April 24, 2024

Generative AI in Higher Education

By Stephanie Baines and Pauldy Otermans, Senior Lecturers (Education) in Psychology at Brunel University London.

The rapid advances in generative AI have changed the landscape in HE. In the Division of Psychology, our approach has been to embed the use of generative AI tools into our teaching and assessment strategy. Generative AI is not going away, and the ability to utilise these tools skilfully, as well as apply a critical eye to the output they provide, will be crucial for our students in their post-university journey. To enable our students to understand the uses and limitations of generative AI, we introduced teaching sessions at all levels of our undergraduate programme. In these sessions, we introduced students to different tools and their uses. We explain the pitfalls they need to be aware of, and how to use them ethically. Students were given tasks to practise use of the tools with the guidance of academic staff. To build on these skills learned in teaching sessions, we have woven ethical use of generative AI into our assessment strategy.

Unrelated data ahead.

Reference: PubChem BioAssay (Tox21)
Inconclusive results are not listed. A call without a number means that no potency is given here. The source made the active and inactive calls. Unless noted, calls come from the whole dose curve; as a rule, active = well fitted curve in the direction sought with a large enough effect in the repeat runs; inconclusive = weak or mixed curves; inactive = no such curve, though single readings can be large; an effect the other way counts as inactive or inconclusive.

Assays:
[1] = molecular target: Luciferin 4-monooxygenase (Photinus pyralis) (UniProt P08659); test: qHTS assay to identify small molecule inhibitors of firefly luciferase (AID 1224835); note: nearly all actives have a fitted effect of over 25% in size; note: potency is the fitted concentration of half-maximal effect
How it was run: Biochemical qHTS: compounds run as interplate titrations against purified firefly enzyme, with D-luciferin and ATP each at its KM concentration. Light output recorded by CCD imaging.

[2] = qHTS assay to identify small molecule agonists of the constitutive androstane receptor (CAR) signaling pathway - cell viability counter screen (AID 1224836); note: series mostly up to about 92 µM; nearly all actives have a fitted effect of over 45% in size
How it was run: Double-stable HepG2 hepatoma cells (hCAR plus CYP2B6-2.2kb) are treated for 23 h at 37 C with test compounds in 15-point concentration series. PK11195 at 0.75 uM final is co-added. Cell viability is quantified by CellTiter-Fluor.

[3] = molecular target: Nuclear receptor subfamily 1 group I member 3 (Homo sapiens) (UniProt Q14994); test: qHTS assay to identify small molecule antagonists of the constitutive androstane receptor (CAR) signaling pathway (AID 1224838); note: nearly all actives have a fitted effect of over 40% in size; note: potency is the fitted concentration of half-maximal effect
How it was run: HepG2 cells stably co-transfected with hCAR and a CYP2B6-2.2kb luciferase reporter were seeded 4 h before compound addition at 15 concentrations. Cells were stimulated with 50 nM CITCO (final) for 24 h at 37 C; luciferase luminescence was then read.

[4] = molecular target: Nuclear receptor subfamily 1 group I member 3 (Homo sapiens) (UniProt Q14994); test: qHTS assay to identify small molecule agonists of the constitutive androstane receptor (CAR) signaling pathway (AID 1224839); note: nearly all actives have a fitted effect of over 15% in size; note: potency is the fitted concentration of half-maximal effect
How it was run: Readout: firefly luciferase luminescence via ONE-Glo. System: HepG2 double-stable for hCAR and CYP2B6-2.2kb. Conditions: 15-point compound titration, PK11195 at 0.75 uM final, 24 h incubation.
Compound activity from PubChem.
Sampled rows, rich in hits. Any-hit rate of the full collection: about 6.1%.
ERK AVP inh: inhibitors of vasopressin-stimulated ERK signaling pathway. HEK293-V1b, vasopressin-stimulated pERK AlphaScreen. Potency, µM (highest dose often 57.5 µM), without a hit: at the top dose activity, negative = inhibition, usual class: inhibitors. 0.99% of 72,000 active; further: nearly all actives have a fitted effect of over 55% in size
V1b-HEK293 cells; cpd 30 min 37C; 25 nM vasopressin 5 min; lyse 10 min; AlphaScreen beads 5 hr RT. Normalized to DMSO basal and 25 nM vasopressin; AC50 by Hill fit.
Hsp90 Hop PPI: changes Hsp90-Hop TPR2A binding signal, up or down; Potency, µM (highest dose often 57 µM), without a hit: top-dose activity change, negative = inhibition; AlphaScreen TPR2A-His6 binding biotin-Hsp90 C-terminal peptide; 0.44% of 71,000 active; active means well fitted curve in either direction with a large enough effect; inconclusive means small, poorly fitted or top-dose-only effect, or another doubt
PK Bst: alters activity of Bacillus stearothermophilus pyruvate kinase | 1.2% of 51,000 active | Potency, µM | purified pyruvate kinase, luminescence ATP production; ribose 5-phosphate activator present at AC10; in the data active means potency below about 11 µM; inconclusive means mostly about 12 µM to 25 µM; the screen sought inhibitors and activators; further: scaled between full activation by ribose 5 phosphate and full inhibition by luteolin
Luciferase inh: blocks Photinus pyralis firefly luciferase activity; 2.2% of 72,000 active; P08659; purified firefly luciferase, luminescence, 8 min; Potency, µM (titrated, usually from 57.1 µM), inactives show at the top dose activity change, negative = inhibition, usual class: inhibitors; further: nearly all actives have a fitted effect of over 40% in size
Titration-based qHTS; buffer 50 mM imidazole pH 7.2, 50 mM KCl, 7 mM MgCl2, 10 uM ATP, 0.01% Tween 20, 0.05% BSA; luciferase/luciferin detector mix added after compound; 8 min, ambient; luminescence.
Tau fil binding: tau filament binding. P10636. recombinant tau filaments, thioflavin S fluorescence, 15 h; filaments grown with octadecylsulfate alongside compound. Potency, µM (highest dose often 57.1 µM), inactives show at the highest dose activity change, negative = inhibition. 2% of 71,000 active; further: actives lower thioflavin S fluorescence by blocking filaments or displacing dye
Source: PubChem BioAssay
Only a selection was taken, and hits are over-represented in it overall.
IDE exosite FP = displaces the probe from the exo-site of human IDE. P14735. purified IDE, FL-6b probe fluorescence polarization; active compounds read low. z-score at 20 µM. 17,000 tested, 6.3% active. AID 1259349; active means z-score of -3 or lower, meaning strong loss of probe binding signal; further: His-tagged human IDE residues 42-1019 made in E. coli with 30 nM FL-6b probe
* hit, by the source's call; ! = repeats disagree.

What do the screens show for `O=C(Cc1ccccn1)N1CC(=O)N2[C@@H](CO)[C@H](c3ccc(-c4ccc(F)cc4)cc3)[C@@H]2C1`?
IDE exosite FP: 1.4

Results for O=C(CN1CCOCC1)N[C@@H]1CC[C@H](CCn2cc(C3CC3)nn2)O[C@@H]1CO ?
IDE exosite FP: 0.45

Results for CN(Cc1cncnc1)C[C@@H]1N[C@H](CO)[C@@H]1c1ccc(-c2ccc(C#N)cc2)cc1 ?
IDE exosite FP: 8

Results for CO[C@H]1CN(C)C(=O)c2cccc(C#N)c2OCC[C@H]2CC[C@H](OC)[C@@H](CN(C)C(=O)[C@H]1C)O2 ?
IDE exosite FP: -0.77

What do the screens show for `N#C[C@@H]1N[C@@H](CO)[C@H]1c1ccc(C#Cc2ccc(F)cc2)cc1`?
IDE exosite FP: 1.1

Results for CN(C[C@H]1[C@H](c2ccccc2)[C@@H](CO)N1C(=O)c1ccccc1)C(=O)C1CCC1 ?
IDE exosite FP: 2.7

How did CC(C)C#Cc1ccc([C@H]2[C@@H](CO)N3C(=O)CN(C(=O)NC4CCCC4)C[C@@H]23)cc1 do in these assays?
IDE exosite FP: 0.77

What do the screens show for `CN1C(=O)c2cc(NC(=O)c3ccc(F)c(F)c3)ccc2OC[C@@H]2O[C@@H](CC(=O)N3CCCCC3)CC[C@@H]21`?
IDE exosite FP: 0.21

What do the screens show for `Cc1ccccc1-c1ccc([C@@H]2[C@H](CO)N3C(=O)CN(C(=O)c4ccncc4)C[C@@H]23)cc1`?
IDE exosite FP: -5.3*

In one example, students are required to use a generative AI tool such as Chat GPT to generate a short passage of text considering how their academic and employability skills have developed over the course of their first year at university. They are required to paste the output into word and use comments and tracked changes to demonstrate how they would improve and refine the output to provide a stronger paragraph. Students were shown how to do this in a teaching session, and completing this part of the assessment will allow them to practise use of generative AI to create effective prompts, produce outputs, and critically appraise and improve the output. In particular, this assessment highlights issues with generative AI output, such as vague or inaccurate details.

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